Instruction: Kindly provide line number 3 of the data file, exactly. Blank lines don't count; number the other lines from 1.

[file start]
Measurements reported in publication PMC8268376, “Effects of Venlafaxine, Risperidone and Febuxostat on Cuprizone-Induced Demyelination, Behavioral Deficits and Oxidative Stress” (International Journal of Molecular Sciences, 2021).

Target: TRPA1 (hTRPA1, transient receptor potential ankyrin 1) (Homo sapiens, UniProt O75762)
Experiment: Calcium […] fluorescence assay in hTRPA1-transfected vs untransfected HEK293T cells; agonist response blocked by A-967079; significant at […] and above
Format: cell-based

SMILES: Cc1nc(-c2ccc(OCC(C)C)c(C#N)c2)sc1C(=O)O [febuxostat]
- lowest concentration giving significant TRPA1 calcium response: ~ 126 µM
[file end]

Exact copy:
Experiment: Calcium […] fluorescence assay in hTRPA1-transfected vs untransfected HEK293T cells; agonist response blocked by A-967079; significant at […] and above